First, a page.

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Game Trailers That Lied To Your Face

Salivating over trailers for upcoming titles is half the fun of being a gamer: you get to mentally visualise all the fun you'll have with this brand new experience that's probably "coming soon." And if the trailer has done its job correctly, you'll want — no, you MUST HAVE the game.


These new graphics are face-meltingly good, that new storyline looks intriguing, this new gameplay looks exhilarating — and the whole emotional raft of the experience has been conveniently boiled down to three minutes on the screen, just for you. You might even put in a pre-order for it. After all, you've seen a few seconds of highly scripted and tightly edited footage of it, what more do you need? How different can it be to the finished product?

The answer, of course, is "very." There are any number of perfectly innocent reasons why that might be the case — budgetary issues, developer constraints, deadline changes — but it could also be something slightly more sinister than that. It could be that you're being straight up lied to.


Games are now more popular than ever, but with all that competition to face, a new title really needs to stand out from the crowd. Here are a few times when "standing out" meant stretching the truth just a little bit too far.

No Man's Sky was the shallow end of the interstellar pool

When the trailer dropped at E3 2014, No Man's Sky seemed like a gift from sci-fi heaven. The trailer promised near-infinite new worlds to conquer, dynamically interacting alien wildlife, epic space battles, friendly ships fighting alongside you, and a rich and colorful graphical fidelity.


Two years later, and what we eventually got was ... not quite the same. Hello Games certainly kept their promise on the size of the experience; but what good are 18 quintillion planets when there's only about five different variations of them? The graphics suffered also, with a chugging framerate and various parts of terrain suddenly popping up like they'd just been in a toaster. The wildlife too, due to the random nature of the system that generated them, was nothing like what we saw in the trailer. The creatures where instead replaced by hideous abominations that were more akin to farmyard animals from Chernobyl than the spectacular, hulking space dinosaurs of the trailer.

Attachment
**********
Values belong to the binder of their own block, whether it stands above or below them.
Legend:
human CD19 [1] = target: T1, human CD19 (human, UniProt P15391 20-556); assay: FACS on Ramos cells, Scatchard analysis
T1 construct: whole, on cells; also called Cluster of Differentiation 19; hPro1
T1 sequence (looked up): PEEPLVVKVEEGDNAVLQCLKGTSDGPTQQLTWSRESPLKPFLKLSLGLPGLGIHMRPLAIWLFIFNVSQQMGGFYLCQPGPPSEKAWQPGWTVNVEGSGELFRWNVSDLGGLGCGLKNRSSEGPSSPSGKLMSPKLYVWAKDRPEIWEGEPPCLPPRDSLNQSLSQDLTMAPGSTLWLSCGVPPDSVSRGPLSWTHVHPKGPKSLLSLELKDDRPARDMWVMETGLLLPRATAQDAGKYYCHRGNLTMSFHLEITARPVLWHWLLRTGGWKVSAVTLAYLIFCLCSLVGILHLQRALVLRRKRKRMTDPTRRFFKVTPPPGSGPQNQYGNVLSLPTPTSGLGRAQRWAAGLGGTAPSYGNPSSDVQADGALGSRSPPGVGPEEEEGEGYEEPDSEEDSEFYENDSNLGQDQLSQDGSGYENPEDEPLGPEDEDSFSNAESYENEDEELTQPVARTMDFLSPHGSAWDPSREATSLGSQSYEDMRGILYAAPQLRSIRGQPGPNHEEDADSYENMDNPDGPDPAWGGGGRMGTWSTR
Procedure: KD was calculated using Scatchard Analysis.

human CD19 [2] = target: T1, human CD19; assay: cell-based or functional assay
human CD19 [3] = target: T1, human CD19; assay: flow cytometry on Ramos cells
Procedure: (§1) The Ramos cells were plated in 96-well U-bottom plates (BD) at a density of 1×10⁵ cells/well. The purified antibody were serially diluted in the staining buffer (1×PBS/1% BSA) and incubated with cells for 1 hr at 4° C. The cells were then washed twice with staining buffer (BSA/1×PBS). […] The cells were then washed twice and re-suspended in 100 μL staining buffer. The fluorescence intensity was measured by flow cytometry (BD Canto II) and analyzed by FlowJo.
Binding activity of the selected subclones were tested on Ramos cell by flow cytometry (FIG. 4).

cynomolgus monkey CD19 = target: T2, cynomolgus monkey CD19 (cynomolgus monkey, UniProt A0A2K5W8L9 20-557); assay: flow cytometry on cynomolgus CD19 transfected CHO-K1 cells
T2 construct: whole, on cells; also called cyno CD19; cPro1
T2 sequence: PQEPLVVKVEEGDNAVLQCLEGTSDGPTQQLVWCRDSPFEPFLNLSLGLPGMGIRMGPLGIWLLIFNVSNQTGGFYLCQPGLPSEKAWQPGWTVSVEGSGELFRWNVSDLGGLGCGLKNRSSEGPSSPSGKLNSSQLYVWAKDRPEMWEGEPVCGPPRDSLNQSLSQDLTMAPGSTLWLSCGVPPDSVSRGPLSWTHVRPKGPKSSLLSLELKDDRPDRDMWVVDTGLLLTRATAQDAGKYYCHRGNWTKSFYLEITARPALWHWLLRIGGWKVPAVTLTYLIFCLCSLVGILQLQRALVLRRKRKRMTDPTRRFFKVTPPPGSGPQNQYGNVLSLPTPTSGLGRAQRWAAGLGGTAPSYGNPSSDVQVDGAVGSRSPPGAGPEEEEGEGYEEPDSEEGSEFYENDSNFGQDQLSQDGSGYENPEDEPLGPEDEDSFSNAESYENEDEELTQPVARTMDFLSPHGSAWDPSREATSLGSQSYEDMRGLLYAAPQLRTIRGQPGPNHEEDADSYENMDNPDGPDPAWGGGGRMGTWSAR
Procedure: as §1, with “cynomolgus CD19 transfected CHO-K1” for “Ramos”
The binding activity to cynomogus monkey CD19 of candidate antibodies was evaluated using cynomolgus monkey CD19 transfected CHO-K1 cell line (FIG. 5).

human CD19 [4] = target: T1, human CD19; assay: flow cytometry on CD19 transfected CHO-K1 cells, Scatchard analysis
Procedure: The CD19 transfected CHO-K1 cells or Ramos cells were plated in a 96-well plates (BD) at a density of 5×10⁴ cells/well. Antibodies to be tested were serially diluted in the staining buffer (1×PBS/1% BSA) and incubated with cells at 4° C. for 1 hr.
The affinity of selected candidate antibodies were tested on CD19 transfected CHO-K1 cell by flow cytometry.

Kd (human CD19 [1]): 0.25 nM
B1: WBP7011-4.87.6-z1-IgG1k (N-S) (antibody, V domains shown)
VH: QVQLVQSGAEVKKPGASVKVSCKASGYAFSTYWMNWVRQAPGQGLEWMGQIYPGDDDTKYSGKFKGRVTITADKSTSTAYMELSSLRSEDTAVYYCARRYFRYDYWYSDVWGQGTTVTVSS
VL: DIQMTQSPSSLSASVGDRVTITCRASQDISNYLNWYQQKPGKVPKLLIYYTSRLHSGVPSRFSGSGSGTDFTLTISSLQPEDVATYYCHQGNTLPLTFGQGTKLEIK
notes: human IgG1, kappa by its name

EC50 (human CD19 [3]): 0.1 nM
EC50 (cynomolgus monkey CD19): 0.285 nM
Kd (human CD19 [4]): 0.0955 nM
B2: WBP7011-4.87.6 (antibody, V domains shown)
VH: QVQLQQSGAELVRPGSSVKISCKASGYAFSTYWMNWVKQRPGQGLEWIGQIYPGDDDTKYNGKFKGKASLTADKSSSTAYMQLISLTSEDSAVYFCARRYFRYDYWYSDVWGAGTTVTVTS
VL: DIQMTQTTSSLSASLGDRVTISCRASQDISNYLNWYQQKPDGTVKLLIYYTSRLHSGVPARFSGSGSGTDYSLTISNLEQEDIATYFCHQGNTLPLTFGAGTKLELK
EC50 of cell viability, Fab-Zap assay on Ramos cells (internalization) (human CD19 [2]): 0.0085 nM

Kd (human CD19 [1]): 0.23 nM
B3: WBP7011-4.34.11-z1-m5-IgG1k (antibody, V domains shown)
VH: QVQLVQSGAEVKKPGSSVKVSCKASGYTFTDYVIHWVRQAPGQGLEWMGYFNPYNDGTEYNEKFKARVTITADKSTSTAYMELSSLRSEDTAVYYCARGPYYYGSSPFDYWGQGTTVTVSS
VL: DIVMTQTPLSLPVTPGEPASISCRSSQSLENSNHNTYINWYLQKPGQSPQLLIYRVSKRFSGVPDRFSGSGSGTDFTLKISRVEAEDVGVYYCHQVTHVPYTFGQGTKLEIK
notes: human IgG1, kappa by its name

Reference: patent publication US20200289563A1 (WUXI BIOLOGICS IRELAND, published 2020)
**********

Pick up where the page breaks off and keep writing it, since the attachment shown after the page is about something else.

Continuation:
Meanwhile, multiplayer ... wasn't there.


It left a sour taste in the mouths of many gamers, and in Britain even led to an investigation from the Advertising Standards Authority. However, despite an initial long period of silence, Hello Games re-emerged promising new updates that would get the game closer to their original vision. Several large updates have since been released, and Sean Murray and the gang continue to work on the game to this day.

Killzone 2's trailer made the developers switch console generations

Could this be the true power of the PlayStation 3? That was the thought on everyone's mind when Sony announced the Killzone 2 trailer at E3 2005. It was gameplay footage, the Sony rep on stage said. That was a pretty concerning thing for the developers Guerrilla Games to hear, however, as they knew very well that it wasn't. In fact, the game they were making wasn't even supposed to be on the PlayStation 3.


The trailer in question defined the look of many modern FPS games as we know them today, with large, grizzled men fighting it out in a near-future apocalypse against a palette of sepia tones. It was groundbreakingly large in scale for its time, and had audiences raptured at the prospect of getting to play it for themselves.

The problem was, it didn't exist. Guerrilla Games later admitted that it was just a pre-render made to help them visualise the game they wanted to create. Incredibly, however, due to the frenzied attention the game received, they bravely decided to switch development to the PS3 and try and meet the expectations of the public.

But do Guerrilla blame that Sony rep for their initial troubles? No. He was probably just "blitzed out of his mind on fatigue, jet-lag and the madness that is E3," as they put it.


Aliens: Colonial Marines was horrifying(ly bad)

The deception to end all deceptions, Aliens: Colonial Marines was so far removed from what was initially promised by Randy Pitchford in the trailer that it spawned a lawsuit against both developer Gearbox and publisher SEGA, a first for the medium of gaming. So just how did it happen?